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Rain halts relief operations in Uttarakhand

July 07, 2013 18:25 IST

Fresh spell of rains on Sunday halted helicopter operations to ferry rations to remote Uttarakhand districts which are reeling under a shortage of foodgrains.

The Badrinath highway was also closed for three hours due to incessant rains leaving 500 vehicles, including many carrying relief material, stranded. The highway was later opened for traffic.

"Chopper operations to drop relief material have been stopped due to rains. Cremation of bodies in Kedarnath also could not be taken up due to rains," Inspector General Ram Meena said.

As the network of major roads in these districts are still damaged, making it impossible for the administration to transport trucks carrying relief material to affected villages, especially the ones which are totally cut off, the state government was thinking of deploying weather resistant choppers to ensure food supplies to villages facing foodgrain shortage, an official said.

The state Disaster Management and Mitigation Department will hold an emergency meeting on Sunday to discuss how choppers capable of flying even in bad weather can be pressed into service.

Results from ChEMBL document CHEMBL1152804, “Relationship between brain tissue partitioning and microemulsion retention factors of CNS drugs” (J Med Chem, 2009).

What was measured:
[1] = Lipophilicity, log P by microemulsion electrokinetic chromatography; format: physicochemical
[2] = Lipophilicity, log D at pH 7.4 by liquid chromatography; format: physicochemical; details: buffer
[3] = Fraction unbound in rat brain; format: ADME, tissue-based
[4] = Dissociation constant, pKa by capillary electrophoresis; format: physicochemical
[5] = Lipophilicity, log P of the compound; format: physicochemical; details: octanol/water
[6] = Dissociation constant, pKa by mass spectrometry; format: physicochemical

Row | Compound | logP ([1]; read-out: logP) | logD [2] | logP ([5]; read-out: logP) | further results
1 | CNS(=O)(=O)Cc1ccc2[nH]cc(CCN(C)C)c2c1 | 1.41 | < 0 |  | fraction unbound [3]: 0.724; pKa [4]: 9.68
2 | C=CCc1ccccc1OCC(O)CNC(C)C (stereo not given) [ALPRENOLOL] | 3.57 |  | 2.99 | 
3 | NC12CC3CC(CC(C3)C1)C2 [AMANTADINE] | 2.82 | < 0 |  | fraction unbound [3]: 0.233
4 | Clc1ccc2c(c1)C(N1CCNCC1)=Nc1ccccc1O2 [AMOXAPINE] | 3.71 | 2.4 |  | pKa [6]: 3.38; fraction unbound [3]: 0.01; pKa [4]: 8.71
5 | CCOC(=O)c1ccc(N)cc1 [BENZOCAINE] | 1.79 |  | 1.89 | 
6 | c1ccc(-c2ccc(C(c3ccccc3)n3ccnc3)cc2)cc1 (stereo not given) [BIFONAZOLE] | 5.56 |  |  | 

Meanwhile, the Associated Chambers of Commerce and Industries on Sunday sought a special aid of Rs 10,000 crore from the Centre for rehabilitation and redevelopment work in disaster-hit Uttarakhand.

The demand is based on the recommendation of an ASSOCHAM team which surveyed the affected areas in the worst hit Rudraprayag, Uttarkashi and Chamoli districts to prepare an estimate of the devastation caused to infrastructure and villages by the recent natural calamity, ASSOCHAM Secretary General D S Rawat told reporters.

Wet weather and lack of heavy equipment were also coming in the way of removal of debris and disposal of bodies in Kedarghati.

The lightweight equipment provided by the National Disaster Relief Force is proving inadequate to remove tonnes of debris in Kedarghati under which bodies may still be lying, officials said.

Paucity of foodstuff for personnel engaged in the exercise at the high-altitude shrine has further complicated their task, they said.

The food stocks at the Himalayan shrine are fast running out and some of the personnel engaged in the operation are also reported to be sick.

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